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Why You Should Think Twice Before Increasing Training Volume During Quarantine

BY Chris Wallace

With shifts to our schedules due to COVID-19, it can be tempting to drastically ramp up your training volume—here's why that might not be the best idea.

With most countries in some kind of lockdown, athletes all over the world have had to adjust their schedules and routines. Some of us are juggling childcare and working from home, which means we’ve lost our free time to train—while others have the opposite problem.

Maybe those one-hour commutes to work have suddenly disappeared, or perhaps your rigid nine-to-five has become a more flexible WFH. If you find yourself in with more time than usual on your hands, it can be tempting to try and dedicate more time to training. It would be great to come out of lockdown fitter than we’ve ever been, right? Well, as with most things it’s not really as clear cut as that.

Let’s take an extra few hours on top of normal training as an example. My aim here is to give some advice around how you can take advantage of shifts in your schedule while ramping at a healthy and productive rate.

Normal Schedule:

Type of sessionFrequencyDurationNotes
SwimThree per week30 minutes per session
BikeThree per weekTwo x60 min and one x120 minShort rides during the week including one brick session and longer ride on weekend
RunThree per week1x 45 min, 1×15 min and 1x 90 minShort runs during the week including one brick session a week and longer run on the weekend

Now we add on our extra 4 hours:

Type of sessionFrequencyDurationNotes
SwimThree per week30 minutes per sessionReplaced with S+C sessions
BikeThree per weekTwo x90 min and one x240 minShort rides during the week including one brick session and longer ride on weekend
RunThree per weekOne x 60 min, one x30 min and one x 120 min Short runs during the week including one brick session week and longer run on weekend

We’ve put that extra four hours into the plan! On face value that’s awesome, but you need to consider it in terms of volume. For the bike we have gone from four hours to seven hours in the space of one week, and the run, we’ve gone from two hours 30 minutes overall to three hours 30 minutes. That’s a 75 percent increase in volume for the bike and a 40 percent increase in volume for the run!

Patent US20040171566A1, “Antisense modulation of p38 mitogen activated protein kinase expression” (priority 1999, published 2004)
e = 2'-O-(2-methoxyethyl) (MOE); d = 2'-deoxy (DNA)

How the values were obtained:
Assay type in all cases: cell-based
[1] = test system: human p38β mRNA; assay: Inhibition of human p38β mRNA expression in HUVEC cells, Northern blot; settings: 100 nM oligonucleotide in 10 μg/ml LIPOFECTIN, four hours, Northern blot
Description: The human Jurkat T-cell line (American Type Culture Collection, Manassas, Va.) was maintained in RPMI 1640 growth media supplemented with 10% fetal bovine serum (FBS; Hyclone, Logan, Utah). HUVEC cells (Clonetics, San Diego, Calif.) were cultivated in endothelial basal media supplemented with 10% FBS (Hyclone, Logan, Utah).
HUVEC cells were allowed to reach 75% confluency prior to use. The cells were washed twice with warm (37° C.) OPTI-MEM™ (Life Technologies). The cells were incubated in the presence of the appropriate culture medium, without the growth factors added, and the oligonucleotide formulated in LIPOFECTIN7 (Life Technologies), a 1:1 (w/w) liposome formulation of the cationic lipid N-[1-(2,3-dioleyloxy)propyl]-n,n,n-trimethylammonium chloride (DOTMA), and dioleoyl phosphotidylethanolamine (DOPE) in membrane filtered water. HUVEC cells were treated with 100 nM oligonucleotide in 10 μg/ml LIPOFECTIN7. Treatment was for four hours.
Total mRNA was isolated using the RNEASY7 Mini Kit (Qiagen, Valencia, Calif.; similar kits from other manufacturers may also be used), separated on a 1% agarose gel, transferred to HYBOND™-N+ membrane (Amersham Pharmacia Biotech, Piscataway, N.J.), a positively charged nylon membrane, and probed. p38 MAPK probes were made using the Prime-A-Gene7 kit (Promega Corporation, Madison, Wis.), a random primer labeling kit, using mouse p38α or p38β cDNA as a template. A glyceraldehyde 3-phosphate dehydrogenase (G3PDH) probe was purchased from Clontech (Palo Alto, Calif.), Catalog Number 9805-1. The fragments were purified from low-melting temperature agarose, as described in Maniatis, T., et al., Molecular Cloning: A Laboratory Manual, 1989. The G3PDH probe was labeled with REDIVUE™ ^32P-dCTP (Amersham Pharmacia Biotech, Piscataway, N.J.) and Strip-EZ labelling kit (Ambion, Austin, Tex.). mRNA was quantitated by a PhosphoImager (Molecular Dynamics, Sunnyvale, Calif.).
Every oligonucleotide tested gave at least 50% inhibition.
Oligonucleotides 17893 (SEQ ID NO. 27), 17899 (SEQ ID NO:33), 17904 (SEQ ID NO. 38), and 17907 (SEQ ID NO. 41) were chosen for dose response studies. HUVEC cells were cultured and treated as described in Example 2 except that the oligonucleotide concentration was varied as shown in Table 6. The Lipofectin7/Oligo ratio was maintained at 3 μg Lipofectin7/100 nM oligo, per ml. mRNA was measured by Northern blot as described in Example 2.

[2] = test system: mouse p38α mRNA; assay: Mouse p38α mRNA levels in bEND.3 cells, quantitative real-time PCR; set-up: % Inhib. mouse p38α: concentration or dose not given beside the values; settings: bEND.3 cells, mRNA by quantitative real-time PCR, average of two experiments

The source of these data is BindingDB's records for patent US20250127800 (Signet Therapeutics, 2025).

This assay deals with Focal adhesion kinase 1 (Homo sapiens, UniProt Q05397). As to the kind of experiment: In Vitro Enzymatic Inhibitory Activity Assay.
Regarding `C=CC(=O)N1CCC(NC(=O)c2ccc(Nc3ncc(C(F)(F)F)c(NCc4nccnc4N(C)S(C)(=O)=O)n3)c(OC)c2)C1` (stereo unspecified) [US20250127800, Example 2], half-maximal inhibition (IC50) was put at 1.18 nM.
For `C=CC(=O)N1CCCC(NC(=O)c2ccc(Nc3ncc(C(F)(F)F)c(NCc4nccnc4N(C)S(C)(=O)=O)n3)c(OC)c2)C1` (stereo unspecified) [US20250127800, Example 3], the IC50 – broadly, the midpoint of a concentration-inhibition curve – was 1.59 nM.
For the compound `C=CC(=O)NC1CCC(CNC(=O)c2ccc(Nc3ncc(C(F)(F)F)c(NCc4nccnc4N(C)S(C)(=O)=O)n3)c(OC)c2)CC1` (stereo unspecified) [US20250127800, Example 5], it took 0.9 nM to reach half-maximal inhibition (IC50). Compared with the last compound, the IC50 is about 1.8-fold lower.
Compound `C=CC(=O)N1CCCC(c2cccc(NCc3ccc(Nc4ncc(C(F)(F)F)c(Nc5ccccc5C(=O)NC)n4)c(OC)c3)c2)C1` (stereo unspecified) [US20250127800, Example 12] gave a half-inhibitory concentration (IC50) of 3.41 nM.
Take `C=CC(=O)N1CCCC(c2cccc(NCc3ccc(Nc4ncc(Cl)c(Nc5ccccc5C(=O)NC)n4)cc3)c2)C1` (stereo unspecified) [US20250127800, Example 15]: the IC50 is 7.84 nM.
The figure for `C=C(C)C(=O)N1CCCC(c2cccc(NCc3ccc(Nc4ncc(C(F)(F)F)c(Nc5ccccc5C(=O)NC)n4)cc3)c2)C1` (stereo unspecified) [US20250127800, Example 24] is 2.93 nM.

For most of the athletes I coach we look at no more than 10 percent as a rough guide for increase in training volume per week. This is the sweet spot for driving improvement without significantly increasing the chance of injury. It’s especially problematic to ramp up running too quickly, due to the higher injury risk and longer recovery times needed. Even from this basic overview, you can see how casually adding four hours per week can ultimately negatively impact your performance.

So, what can we do about this extra time?  How can we utilize it in a way that helps us continue to develop? My approach to this is holistic. Yes, you can increase your volume, but there are surely some areas of relative weakness you could also take the opportunity to work on. Instead of simply adding more time to your long workouts, the question to ask yourself is, what work can I put in now that will benefit me further down the line when we return to ‘normal’? Here are some ideas:

Identify Specific Physical Weaknesses.

Dedicated run, cycling and transition drill/skill sessions, can help you developing form and fluidity, with little addition to recovery times and injury risk.

Extra rest and recovery

Spend a little time doing a recovery overhaul. Look at how much you sleep and when. Look at what recovery practices you use (if any) and maybe start implementing some, such as stretching, foam rolling, massage etc.

Work on Your Mental Game

Take some time out to look at how you approach training and racing and how you currently deal with these situations, look to research and implement different methods to help you cope, think about meditation, relaxation and non-sport related activities to refresh you.

Plan Ahead

Take a bit of time out to look at your season (what’s left of it) and plan out your training, including everything above. Look at ways you can be more efficient in your training now and how to apply when you go from time rich to time poor again.  Look at what you did last season that worked and what didn’t.

I’m a great believer in the phrase ‘Just because we can, doesn’t mean we should’ and this forms a great part of my philosophy for training. Sometimes more is just more, and taking some time to step back and look at the situation as whole can really help you find areas to improve long-term, ultimately keeping you healthy.  

About Chris Wallace

Chris Wallace is a TrainingPeaks level 2 and British Triathlon level 3 coach. Coming from a swimming background, Chris is a coach educator with over 20 years of coaching and teaching experience. He passionately helps athletes complete their first, furthest or fastest race to date; you can learn more about Chris on his website and his training plans page.

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